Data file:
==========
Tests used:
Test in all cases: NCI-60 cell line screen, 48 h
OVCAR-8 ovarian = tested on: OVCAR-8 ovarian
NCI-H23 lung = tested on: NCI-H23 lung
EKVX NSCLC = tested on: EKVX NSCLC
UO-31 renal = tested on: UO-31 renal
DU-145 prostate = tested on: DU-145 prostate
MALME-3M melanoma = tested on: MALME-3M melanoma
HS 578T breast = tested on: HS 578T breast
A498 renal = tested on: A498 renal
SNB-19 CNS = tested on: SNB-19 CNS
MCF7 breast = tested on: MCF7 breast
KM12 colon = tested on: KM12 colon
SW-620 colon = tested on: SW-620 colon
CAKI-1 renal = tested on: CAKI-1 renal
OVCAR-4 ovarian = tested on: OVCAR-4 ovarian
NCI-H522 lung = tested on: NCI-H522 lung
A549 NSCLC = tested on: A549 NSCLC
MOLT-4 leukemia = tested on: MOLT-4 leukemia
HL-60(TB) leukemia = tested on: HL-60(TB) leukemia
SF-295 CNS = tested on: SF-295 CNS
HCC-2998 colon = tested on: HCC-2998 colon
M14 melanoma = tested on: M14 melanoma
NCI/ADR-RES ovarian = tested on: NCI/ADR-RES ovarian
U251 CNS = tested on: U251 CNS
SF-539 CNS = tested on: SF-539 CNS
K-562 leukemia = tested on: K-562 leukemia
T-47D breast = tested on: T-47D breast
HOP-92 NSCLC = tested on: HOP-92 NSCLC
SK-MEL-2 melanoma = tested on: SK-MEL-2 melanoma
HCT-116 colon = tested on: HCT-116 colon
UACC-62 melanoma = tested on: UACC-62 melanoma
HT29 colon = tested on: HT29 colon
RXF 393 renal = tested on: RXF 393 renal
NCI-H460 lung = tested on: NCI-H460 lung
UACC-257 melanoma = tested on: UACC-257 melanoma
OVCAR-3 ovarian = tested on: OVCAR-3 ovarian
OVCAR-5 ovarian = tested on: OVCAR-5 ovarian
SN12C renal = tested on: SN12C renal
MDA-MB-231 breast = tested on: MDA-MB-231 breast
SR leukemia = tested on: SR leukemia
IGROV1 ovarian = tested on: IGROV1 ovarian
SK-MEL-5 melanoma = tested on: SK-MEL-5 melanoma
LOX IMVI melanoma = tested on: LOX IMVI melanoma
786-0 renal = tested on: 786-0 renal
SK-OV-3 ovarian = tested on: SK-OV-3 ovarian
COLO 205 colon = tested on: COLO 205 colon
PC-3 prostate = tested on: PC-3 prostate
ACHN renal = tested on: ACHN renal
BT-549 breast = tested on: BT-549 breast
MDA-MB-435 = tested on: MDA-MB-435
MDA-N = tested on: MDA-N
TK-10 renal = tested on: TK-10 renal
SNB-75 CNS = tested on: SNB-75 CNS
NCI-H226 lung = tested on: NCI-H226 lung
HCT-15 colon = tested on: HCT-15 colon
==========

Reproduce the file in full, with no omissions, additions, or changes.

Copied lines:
Tests used:
Test in all cases: NCI-60 cell line screen, 48 h
OVCAR-8 ovarian = tested on: OVCAR-8 ovarian
NCI-H23 lung = tested on: NCI-H23 lung
EKVX NSCLC = tested on: EKVX NSCLC
UO-31 renal = tested on: UO-31 renal
DU-145 prostate = tested on: DU-145 prostate
MALME-3M melanoma = tested on: MALME-3M melanoma
HS 578T breast = tested on: HS 578T breast
A498 renal = tested on: A498 renal
SNB-19 CNS = tested on: SNB-19 CNS
MCF7 breast = tested on: MCF7 breast
KM12 colon = tested on: KM12 colon
SW-620 colon = tested on: SW-620 colon
CAKI-1 renal = tested on: CAKI-1 renal
OVCAR-4 ovarian = tested on: OVCAR-4 ovarian
NCI-H522 lung = tested on: NCI-H522 lung
A549 NSCLC = tested on: A549 NSCLC
MOLT-4 leukemia = tested on: MOLT-4 leukemia
HL-60(TB) leukemia = tested on: HL-60(TB) leukemia
SF-295 CNS = tested on: SF-295 CNS
HCC-2998 colon = tested on: HCC-2998 colon
M14 melanoma = tested on: M14 melanoma
NCI/ADR-RES ovarian = tested on: NCI/ADR-RES ovarian
U251 CNS = tested on: U251 CNS
SF-539 CNS = tested on: SF-539 CNS
K-562 leukemia = tested on: K-562 leukemia
T-47D breast = tested on: T-47D breast
HOP-92 NSCLC = tested on: HOP-92 NSCLC
SK-MEL-2 melanoma = tested on: SK-MEL-2 melanoma
HCT-116 colon = tested on: HCT-116 colon
UACC-62 melanoma = tested on: UACC-62 melanoma
HT29 colon = tested on: HT29 colon
RXF 393 renal = tested on: RXF 393 renal
NCI-H460 lung = tested on: NCI-H460 lung
UACC-257 melanoma = tested on: UACC-257 melanoma
OVCAR-3 ovarian = tested on: OVCAR-3 ovarian
OVCAR-5 ovarian = tested on: OVCAR-5 ovarian
SN12C renal = tested on: SN12C renal
MDA-MB-231 breast = tested on: MDA-MB-231 breast
SR leukemia = tested on: SR leukemia
IGROV1 ovarian = tested on: IGROV1 ovarian
SK-MEL-5 melanoma = tested on: SK-MEL-5 melanoma
LOX IMVI melanoma = tested on: LOX IMVI melanoma
786-0 renal = tested on: 786-0 renal
SK-OV-3 ovarian = tested on: SK-OV-3 ovarian
COLO 205 colon = tested on: COLO 205 colon
PC-3 prostate = tested on: PC-3 prostate
ACHN renal = tested on: ACHN renal
BT-549 breast = tested on: BT-549 breast
MDA-MB-435 = tested on: MDA-MB-435
MDA-N = tested on: MDA-N
TK-10 renal = tested on: TK-10 renal
SNB-75 CNS = tested on: SNB-75 CNS
NCI-H226 lung = tested on: NCI-H226 lung
HCT-15 colon = tested on: HCT-15 colon